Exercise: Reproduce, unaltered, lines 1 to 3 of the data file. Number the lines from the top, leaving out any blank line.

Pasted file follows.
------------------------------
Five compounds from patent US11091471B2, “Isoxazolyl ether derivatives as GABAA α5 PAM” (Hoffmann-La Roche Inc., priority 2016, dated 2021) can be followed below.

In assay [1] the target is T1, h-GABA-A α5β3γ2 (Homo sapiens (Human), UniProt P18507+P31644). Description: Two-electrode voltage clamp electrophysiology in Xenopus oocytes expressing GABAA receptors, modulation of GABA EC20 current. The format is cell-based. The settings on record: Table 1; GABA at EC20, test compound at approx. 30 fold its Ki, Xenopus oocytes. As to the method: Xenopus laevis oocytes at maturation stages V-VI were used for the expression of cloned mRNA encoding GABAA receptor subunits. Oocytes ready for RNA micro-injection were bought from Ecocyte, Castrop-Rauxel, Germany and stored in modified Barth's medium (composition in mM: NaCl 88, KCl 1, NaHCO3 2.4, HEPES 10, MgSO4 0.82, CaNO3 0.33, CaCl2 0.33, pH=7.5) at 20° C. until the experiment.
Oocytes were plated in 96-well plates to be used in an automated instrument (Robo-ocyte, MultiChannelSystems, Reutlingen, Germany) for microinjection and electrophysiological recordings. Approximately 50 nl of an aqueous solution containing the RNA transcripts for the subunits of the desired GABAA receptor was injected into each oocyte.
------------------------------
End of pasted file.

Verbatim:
Five compounds from patent US11091471B2, “Isoxazolyl ether derivatives as GABAA α5 PAM” (Hoffmann-La Roche Inc., priority 2016, dated 2021) can be followed below.

In assay [1] the target is T1, h-GABA-A α5β3γ2 (Homo sapiens (Human), UniProt P18507+P31644). Description: Two-electrode voltage clamp electrophysiology in Xenopus oocytes expressing GABAA receptors, modulation of GABA EC20 current. The format is cell-based. The settings on record: Table 1; GABA at EC20, test compound at approx. 30 fold its Ki, Xenopus oocytes. As to the method: Xenopus laevis oocytes at maturation stages V-VI were used for the expression of cloned mRNA encoding GABAA receptor subunits. Oocytes ready for RNA micro-injection were bought from Ecocyte, Castrop-Rauxel, Germany and stored in modified Barth's medium (composition in mM: NaCl 88, KCl 1, NaHCO3 2.4, HEPES 10, MgSO4 0.82, CaNO3 0.33, CaCl2 0.33, pH=7.5) at 20° C. until the experiment.
Oocytes were plated in 96-well plates to be used in an automated instrument (Robo-ocyte, MultiChannelSystems, Reutlingen, Germany) for microinjection and electrophysiological recordings. Approximately 50 nl of an aqueous solution containing the RNA transcripts for the subunits of the desired GABAA receptor was injected into each oocyte.